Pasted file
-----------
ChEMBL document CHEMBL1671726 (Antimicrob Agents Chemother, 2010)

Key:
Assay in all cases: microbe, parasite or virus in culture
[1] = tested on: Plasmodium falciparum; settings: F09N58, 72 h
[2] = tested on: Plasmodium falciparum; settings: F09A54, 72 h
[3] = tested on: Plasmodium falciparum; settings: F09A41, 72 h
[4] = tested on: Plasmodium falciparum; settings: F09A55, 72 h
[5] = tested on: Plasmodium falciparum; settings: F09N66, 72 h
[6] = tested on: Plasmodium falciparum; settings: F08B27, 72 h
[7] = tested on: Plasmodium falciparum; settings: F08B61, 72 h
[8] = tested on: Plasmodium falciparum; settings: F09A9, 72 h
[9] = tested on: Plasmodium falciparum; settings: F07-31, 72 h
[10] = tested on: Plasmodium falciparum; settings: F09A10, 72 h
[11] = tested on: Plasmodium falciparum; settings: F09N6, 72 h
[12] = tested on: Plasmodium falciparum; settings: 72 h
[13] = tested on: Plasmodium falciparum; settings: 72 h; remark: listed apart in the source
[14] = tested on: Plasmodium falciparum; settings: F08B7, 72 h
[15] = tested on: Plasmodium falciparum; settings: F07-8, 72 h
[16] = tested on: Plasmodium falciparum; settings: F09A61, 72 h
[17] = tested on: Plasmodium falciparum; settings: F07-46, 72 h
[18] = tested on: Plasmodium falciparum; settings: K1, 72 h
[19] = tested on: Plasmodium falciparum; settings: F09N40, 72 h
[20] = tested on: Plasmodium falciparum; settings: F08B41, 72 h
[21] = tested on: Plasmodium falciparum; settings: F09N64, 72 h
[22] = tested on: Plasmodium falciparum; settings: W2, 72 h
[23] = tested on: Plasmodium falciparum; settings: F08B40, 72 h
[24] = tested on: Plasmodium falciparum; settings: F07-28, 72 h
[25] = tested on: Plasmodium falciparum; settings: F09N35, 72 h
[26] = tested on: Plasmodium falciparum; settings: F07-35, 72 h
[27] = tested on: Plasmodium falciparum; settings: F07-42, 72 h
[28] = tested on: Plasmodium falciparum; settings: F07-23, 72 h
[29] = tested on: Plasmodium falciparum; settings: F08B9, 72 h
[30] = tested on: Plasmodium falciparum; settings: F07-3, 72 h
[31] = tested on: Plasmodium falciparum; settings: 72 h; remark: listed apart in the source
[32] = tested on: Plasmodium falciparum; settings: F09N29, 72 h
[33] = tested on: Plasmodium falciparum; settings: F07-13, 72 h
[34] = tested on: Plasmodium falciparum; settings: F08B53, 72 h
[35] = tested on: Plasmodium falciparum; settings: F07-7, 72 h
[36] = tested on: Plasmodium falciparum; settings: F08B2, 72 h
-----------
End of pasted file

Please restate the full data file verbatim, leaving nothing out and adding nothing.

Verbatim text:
ChEMBL document CHEMBL1671726 (Antimicrob Agents Chemother, 2010)

Key:
Assay in all cases: microbe, parasite or virus in culture
[1] = tested on: Plasmodium falciparum; settings: F09N58, 72 h
[2] = tested on: Plasmodium falciparum; settings: F09A54, 72 h
[3] = tested on: Plasmodium falciparum; settings: F09A41, 72 h
[4] = tested on: Plasmodium falciparum; settings: F09A55, 72 h
[5] = tested on: Plasmodium falciparum; settings: F09N66, 72 h
[6] = tested on: Plasmodium falciparum; settings: F08B27, 72 h
[7] = tested on: Plasmodium falciparum; settings: F08B61, 72 h
[8] = tested on: Plasmodium falciparum; settings: F09A9, 72 h
[9] = tested on: Plasmodium falciparum; settings: F07-31, 72 h
[10] = tested on: Plasmodium falciparum; settings: F09A10, 72 h
[11] = tested on: Plasmodium falciparum; settings: F09N6, 72 h
[12] = tested on: Plasmodium falciparum; settings: 72 h
[13] = tested on: Plasmodium falciparum; settings: 72 h; remark: listed apart in the source
[14] = tested on: Plasmodium falciparum; settings: F08B7, 72 h
[15] = tested on: Plasmodium falciparum; settings: F07-8, 72 h
[16] = tested on: Plasmodium falciparum; settings: F09A61, 72 h
[17] = tested on: Plasmodium falciparum; settings: F07-46, 72 h
[18] = tested on: Plasmodium falciparum; settings: K1, 72 h
[19] = tested on: Plasmodium falciparum; settings: F09N40, 72 h
[20] = tested on: Plasmodium falciparum; settings: F08B41, 72 h
[21] = tested on: Plasmodium falciparum; settings: F09N64, 72 h
[22] = tested on: Plasmodium falciparum; settings: W2, 72 h
[23] = tested on: Plasmodium falciparum; settings: F08B40, 72 h
[24] = tested on: Plasmodium falciparum; settings: F07-28, 72 h
[25] = tested on: Plasmodium falciparum; settings: F09N35, 72 h
[26] = tested on: Plasmodium falciparum; settings: F07-35, 72 h
[27] = tested on: Plasmodium falciparum; settings: F07-42, 72 h
[28] = tested on: Plasmodium falciparum; settings: F07-23, 72 h
[29] = tested on: Plasmodium falciparum; settings: F08B9, 72 h
[30] = tested on: Plasmodium falciparum; settings: F07-3, 72 h
[31] = tested on: Plasmodium falciparum; settings: 72 h; remark: listed apart in the source
[32] = tested on: Plasmodium falciparum; settings: F09N29, 72 h
[33] = tested on: Plasmodium falciparum; settings: F07-13, 72 h
[34] = tested on: Plasmodium falciparum; settings: F08B53, 72 h
[35] = tested on: Plasmodium falciparum; settings: F07-7, 72 h
[36] = tested on: Plasmodium falciparum; settings: F08B2, 72 h